Ahh, spring! Gotta love it! Especially after this long gray winter that we just suffered. I was so happy to see bright sun and fresh green grass!
One of my good friends just got married, and now is getting ready to move far, far away… This little quick project ( it WAS quick) is for her, as a wedding gift.
I called this charming girl "Petals". She is inspired by May flowers and my friend Olga, the very girl "Petals" is created for. Olga is a wonderful dancer. Although "Petals" is not a portrait doll, I wanted to reflect Olga's light spirit and grace in this work.
The lower legs, arms and head are hand sculpted in "Fimo Puppen" polymer clay.
The wig, dashing hat and dress are made with "recycle" materials:
I love to visit thrift stores that often carry devastated, broken and dusty porcelain dolls. I buy them very cheaply and reuse all I can. The dress went trough a lot of cleaning, alteration and change before it was refashioned for the doll.
Friday, May 16, 2014
Saturday, May 10, 2014
If there is one thing that years of painful experience taught me, it is that you do not start without make something new without preparation and research first. For example, my latest project was intended to be the a"lady" in medieval style of clothes. It took me a while to surf the "Pinterest" and whole bunch of other sites to find the reference, which I did, and even managed to find simple pattern for the dress.
Which brings me to tip # 1: if you are not very confident with sewing, do not try to make complex patterns, go for basic alternatives or simplify.
Here is what I found and decided that , yes, I can do that.
Tip #2 (from my own painful experience)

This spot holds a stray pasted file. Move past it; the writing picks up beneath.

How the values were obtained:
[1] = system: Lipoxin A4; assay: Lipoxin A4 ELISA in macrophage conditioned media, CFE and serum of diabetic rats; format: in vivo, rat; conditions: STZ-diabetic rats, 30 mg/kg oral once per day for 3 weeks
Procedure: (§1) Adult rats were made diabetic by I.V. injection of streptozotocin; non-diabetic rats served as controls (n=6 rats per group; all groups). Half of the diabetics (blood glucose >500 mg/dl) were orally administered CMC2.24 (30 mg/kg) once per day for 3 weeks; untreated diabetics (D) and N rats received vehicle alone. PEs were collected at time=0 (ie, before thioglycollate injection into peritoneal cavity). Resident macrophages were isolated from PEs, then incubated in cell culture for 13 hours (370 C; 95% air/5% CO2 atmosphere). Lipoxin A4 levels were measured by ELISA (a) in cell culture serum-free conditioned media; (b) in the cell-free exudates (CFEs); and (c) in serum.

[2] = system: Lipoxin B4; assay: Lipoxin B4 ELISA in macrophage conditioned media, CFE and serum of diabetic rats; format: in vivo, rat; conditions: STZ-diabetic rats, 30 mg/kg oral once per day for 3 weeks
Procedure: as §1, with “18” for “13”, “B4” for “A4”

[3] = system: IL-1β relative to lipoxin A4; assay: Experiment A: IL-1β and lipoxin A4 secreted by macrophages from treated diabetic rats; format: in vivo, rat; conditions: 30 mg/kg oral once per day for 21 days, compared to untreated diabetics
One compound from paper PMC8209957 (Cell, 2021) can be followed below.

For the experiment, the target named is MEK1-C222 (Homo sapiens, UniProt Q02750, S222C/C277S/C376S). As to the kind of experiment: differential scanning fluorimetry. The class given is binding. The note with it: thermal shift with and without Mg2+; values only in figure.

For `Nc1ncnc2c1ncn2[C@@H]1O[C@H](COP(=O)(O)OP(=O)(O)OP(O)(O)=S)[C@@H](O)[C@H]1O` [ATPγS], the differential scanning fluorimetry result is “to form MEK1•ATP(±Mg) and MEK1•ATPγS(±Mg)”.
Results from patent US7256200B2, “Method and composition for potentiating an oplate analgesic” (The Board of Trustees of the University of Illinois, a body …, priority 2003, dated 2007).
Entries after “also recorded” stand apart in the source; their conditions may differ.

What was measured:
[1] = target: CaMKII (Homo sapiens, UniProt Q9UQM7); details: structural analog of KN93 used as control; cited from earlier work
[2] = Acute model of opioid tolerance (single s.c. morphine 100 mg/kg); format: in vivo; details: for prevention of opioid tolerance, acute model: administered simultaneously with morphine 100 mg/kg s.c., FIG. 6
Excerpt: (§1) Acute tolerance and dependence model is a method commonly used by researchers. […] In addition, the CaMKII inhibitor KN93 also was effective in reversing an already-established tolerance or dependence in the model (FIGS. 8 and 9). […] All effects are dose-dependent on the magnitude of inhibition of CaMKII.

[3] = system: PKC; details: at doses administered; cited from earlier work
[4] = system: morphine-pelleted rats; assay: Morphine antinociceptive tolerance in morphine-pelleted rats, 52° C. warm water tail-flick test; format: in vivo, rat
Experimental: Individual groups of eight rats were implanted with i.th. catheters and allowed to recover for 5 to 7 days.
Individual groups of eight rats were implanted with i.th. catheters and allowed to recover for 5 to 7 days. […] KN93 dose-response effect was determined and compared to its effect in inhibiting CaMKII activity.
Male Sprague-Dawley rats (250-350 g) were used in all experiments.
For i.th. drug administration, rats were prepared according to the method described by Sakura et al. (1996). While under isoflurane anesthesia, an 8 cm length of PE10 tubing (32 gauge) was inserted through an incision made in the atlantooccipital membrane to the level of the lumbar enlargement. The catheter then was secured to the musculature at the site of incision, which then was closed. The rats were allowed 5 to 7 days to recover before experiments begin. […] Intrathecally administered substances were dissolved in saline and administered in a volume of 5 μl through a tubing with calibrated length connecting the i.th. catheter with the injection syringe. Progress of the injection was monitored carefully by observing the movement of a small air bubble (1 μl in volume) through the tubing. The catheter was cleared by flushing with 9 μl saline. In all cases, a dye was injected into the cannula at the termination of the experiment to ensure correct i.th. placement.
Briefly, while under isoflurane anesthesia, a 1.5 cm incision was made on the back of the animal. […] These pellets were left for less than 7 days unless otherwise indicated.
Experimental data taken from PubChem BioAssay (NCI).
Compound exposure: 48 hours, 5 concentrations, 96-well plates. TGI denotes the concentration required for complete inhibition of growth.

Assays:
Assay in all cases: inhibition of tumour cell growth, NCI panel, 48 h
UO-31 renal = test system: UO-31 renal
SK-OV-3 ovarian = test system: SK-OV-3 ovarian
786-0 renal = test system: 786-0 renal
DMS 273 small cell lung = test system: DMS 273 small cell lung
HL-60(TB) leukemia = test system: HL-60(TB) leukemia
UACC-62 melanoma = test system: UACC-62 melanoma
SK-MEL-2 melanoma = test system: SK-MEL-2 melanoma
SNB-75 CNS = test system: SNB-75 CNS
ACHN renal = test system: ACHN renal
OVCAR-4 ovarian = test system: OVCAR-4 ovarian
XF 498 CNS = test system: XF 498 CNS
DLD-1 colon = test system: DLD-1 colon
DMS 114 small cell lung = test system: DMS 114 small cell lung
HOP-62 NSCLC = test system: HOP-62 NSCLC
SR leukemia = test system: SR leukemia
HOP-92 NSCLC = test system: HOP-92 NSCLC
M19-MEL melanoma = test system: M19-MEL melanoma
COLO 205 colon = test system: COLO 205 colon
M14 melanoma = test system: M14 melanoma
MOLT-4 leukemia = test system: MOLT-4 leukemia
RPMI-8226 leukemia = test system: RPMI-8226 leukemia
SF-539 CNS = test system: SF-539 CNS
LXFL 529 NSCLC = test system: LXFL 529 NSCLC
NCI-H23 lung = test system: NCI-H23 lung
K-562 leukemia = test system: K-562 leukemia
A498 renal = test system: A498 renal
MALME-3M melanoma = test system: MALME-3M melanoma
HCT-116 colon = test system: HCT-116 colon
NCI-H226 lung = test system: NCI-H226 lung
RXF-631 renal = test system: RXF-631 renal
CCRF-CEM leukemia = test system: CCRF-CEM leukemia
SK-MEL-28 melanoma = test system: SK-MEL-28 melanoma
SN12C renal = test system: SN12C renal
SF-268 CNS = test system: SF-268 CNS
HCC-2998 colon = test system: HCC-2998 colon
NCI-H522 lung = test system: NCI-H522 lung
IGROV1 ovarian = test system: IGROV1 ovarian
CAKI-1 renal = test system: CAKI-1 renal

Make sure you carefully measure your doll and allow some extra for the seams,at least 1/4 inch, it will take extra fabric. Better to err on the larder then smaller side.
If you prefer, you may do the sewing entirely by hand, but I sew largest parts on the sewing machine, which I think is essential, if you work with fabrics. Here is mine.
I love to add a little embroidery and bead sewing to my costumes, it is such fun! Almost therapeutic, if a little time consuming. I usually do embroidery on the machine, then sew beads in while TV watching in the evening. Lovely!
Final alteration happens directly on the doll…
Then a little florist wire on the hem of the dress ….
…and this magic stuff that stiffens the fabric, letting the hems and folds of the dress to "float" and preserves it from dust and color loss. I use "Paverpol" transparent hardener. It almost doesn't change the color. HOWEVER…
Tip #3: ALWAYS try the hardener on a small sample of the fabric you are using first, to prevent unpleasant surprises, such as change the color and texture. I mix "Paverpol" with quite a bit of water (for this project I used three table spoons of the hardener for a cup of water)
then I evenly spray the stuff directly on the sculpture.
Still, the finished fabric lost some of the laster, however, added more contrast and emphasis on the texture. It also lost some of the "newness" and looks more "worn" that I think, looks more natural for this project.
Soon! Very soon You will see "Lady Marie" in her full glory! Right now I am working on her headdress.